A colorless gas that becomes a pale-yellow liquid below 21°C and solidifies below -11°C is dinitrogen tetroxide, generally referred to as nitrogen tetroxide (NTO). The gas dissociates into nitrogen dioxide molecules when heated: N2O4(g) = 2NO2(g). In chemical synthesis, it is a valuable reagent. On contact with different types of hydrazine, it is a strong oxidizer that is hypergolic (spontaneously reacts), which has rendered the pair a popular rocket bipropellant. At 140°C, this dissociation is complete; liquid tetroxide dinitrogen has strong solvent properties and is used as a nitrating agent.
By the reaction of copper with concentrated nitric acid, dinitrogen tetroxide can be readily prepared in the laboratory; mixed nitrogen oxides containing dinitrogen oxide can also be formed by heating metal nitrates. At the boiling point, the solid compound is completely N2O4 and the liquid is around 99 percent N2O4; N2O4 is diamagnetic. It could be regarded as bonded together by two nitro groups (-NO2). It forms a nitrogen dioxide equilibrium mixture. With an N-N bond distance of 1.78 Å and an N-O distance of 1.19 Å, the molecule is planar. The N-N distance is equivalent to a weak bond since it is slightly longer than the N-N single bond length average of 1.45 Å.
As a nonaqueous solvent method (self-ionizes to NO+ and NO3–), LiquidN2O4 has been widely researched. Dinitrogen tetroxide is a result of combustion engines, along with other nitrogen oxides, and is believed to be involved in stratospheric ozone depletion. The catalytic oxidation of ammonia produces nitrogen tetroxide: steam is used as a thinner to reduce the temperature of combustion. The ammonia is oxidized into nitric oxide in the first step:
4 NH3 + 5 O2 → 4 NO + 6 H2O
Most of the water is condensed and the gases are cooled further; the produced nitric oxide is oxidized to nitrogen dioxide and then dimerized to nitrogen tetroxide:
2 NO + O2 → 2 NO2
2 NO2 ⇌ N2O4
And as nitric acid, the rest of the water is extracted. The gas is actually pure nitrogen dioxide, which in a brine-cooled liquefier is condensed into dinitrogen tetroxide. During dioxide preparation, nitrogen tetroxide is often provided along with nitrogen dioxide. Mixed oxides are formed by the oxidation of airborne nitric oxide (NO), the heating of metal nitrates, or the reaction of metals to nitric acids or nitrates. It is a balanced combination of brown NO2 (nitrogen dioxide) and colorless N2O4 (dinitrogen tetroxide). It produces venomous brown vapors. A safety relief system cannot be fitted with the cylinders and ton containers. In their violent rupture and rocketing, prolonged exposure of the containers to fire or heat can result.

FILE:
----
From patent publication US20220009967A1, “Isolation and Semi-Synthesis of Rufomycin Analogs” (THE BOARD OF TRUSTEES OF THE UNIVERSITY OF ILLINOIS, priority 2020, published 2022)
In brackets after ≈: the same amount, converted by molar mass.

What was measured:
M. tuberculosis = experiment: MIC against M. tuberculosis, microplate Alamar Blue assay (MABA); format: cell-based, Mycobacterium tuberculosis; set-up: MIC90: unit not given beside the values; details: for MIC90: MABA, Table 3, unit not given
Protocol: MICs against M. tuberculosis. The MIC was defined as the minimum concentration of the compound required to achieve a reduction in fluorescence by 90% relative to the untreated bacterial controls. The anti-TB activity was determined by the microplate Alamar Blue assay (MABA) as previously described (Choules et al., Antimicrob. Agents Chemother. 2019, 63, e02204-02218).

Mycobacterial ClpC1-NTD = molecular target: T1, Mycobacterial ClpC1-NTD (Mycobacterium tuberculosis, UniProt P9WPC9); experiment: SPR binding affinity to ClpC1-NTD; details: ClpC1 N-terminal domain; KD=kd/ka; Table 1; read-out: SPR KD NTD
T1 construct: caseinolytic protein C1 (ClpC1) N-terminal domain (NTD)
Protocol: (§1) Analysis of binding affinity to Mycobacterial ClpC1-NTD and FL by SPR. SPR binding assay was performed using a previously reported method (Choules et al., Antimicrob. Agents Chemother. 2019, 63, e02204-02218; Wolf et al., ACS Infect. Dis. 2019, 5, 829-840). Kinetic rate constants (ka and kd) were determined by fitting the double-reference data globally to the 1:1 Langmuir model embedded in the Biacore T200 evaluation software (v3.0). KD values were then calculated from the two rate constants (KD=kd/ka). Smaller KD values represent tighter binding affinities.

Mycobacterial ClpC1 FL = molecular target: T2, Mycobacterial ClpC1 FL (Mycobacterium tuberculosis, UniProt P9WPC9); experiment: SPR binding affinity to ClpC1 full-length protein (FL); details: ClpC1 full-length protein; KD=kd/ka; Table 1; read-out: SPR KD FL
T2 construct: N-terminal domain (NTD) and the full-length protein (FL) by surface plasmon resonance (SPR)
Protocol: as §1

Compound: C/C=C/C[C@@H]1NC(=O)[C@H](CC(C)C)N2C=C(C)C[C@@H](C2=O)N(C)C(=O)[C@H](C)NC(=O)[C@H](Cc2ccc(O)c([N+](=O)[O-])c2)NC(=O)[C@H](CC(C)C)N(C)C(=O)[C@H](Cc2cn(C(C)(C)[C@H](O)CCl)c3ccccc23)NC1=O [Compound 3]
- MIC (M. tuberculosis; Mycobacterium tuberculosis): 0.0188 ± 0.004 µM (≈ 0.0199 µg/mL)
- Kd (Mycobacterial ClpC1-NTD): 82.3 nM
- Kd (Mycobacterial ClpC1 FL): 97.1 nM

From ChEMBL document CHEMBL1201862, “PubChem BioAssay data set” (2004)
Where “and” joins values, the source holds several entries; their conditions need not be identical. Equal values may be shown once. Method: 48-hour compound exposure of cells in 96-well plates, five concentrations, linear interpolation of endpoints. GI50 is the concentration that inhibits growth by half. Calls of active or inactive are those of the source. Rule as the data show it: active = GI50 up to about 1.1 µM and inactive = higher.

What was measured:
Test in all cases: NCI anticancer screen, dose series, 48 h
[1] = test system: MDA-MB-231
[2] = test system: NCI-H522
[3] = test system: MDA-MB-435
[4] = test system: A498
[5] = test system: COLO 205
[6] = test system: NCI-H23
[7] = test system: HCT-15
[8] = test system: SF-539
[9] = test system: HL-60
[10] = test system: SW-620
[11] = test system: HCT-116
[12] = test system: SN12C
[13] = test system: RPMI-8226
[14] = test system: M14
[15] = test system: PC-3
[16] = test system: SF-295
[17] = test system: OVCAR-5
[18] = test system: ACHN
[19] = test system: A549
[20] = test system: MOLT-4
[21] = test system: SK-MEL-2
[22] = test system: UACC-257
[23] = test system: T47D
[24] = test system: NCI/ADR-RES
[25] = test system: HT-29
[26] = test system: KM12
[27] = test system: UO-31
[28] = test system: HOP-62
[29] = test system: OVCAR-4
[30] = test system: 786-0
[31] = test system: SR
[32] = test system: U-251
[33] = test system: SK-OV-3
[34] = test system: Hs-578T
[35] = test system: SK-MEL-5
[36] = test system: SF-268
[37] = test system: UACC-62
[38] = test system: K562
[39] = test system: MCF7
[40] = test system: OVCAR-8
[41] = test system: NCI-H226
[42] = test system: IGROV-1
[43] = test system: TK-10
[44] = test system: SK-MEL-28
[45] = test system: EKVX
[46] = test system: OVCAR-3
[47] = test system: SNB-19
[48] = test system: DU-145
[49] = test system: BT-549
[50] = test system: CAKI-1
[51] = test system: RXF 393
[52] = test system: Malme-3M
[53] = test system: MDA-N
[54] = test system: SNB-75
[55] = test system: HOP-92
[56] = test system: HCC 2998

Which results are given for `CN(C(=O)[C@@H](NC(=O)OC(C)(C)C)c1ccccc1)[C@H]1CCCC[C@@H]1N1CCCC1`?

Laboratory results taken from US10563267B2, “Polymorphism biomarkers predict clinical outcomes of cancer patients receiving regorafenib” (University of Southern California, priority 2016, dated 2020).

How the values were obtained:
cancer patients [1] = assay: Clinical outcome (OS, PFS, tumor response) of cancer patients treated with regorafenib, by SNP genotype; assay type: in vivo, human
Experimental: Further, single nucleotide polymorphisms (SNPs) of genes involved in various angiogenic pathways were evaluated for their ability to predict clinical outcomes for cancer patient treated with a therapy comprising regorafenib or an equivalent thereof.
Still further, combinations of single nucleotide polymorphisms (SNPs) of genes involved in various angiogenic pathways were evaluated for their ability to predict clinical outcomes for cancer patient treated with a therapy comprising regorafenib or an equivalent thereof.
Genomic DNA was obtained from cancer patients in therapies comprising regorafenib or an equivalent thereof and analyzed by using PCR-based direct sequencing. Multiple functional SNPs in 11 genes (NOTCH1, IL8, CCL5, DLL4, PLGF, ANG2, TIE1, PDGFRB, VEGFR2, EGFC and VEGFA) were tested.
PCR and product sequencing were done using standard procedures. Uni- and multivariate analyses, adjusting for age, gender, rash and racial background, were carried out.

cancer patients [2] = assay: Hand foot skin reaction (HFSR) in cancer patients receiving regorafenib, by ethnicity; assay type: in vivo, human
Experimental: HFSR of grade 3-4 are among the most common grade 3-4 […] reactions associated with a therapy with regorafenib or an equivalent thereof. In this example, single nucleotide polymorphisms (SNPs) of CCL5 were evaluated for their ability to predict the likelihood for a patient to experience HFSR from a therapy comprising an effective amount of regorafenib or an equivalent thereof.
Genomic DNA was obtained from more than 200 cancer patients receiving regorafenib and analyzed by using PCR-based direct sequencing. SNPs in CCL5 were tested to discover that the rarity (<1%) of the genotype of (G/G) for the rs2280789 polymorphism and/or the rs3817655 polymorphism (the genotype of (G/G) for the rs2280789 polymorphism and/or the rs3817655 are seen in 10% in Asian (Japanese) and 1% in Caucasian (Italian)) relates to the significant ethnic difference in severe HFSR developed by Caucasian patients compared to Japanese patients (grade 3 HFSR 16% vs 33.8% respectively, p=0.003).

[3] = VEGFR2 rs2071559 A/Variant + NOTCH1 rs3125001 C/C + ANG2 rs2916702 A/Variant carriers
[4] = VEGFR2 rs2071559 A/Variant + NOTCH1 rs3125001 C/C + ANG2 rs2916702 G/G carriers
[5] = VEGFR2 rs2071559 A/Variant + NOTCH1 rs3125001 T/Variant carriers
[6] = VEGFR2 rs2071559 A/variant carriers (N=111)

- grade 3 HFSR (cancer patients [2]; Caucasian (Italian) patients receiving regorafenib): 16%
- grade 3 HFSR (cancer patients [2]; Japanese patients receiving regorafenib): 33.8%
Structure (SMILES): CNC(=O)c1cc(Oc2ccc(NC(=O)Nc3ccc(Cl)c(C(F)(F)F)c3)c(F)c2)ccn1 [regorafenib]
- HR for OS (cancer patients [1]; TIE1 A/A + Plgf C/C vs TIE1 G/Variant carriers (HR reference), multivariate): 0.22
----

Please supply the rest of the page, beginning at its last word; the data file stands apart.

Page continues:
By the reaction of concentrated nitric acid and metallic copper, dinitrogen tetroxide can also be produced. In a laboratory setting, this synthesis is more practical and is usually used in undergraduate chemistry labs as a demonstration or experiment. Nitric acid oxidation of copper is a complex reaction that produces different nitrogen oxides of varying stability, depending on nitric acid concentration, oxygen presence, and other factors. In order to form nitrogen dioxide, the unstable species react further, which is then purified and condensed to form dinitrogen tetroxide. Coughing, choking, headache, nausea, pain in the chest and abdomen are caused by very concentrated fumes; otherwise, few symptoms occur at the time of exposure. Pulmonary edema gradually progresses after 5-72 hours of symptom-free time, causing exhaustion, restlessness, coughing, breathing problems, frothy expectoration, mental confusion, lethargy, bluish skin, and sluggish, fast pulse.
In combination with hydrazine-based rocket fuel, dinitrogen tetroxide is a hypergolic propellant. The Titan family of rockets, first used as ICBMs and then as launch vehicles for several spacecraft, was one of the earliest uses of this combination. Used against the U.S. It continues to be used as a station-keeping propellant on most geo-stationary satellites and many deep-space probes, both on the Gemini and Apollo spacecraft and also on the Space Shuttle. It is also the main oxidizer for the Proton rocket in Russia.
Since NOX interferes with the exchange of gas in the lungs, asphyxiation can result in unconsciousness and death, usually within a few hours after the onset of pulmonary edema. Unique hazards of combustion products: When heated, it produces a toxic gas. Fire behavior: Does not burn, but facilitates combustion of fuel materials such as wood. It can cause fire or explode when other materials are in contact. Dinitrogen tetroxide is commonly referred to simply as nitrogen tetroxide when used as a propellant and the abbreviation NTO is used extensively. In addition, NTO is also used with the addition of a small percentage of nitric oxide, which prevents the cracking of titanium alloys by stress corrosion, and in this type, NTO propellant-grade is referred to as mixed nitrogen oxides (MON). Purify it in an oxygen stream by oxidation at 0o, before the blue color shifts to red-brown. Alternatively, it is distilled from P2O5, then solidified by deep-freeze cooling (at-78o, giving almost colorless crystals). A variety of covalent metal nitrates with several transition metals can be formed if metal nitrates are prepared from N2O4 under fully anhydrous conditions. This is because the nitrate ion has a thermodynamic preference for bonding with certain metals covalently rather than forming an ionic structure. Tetroxide nitrogen does not burn but helps carbon, phosphorus, and sulfur combustion.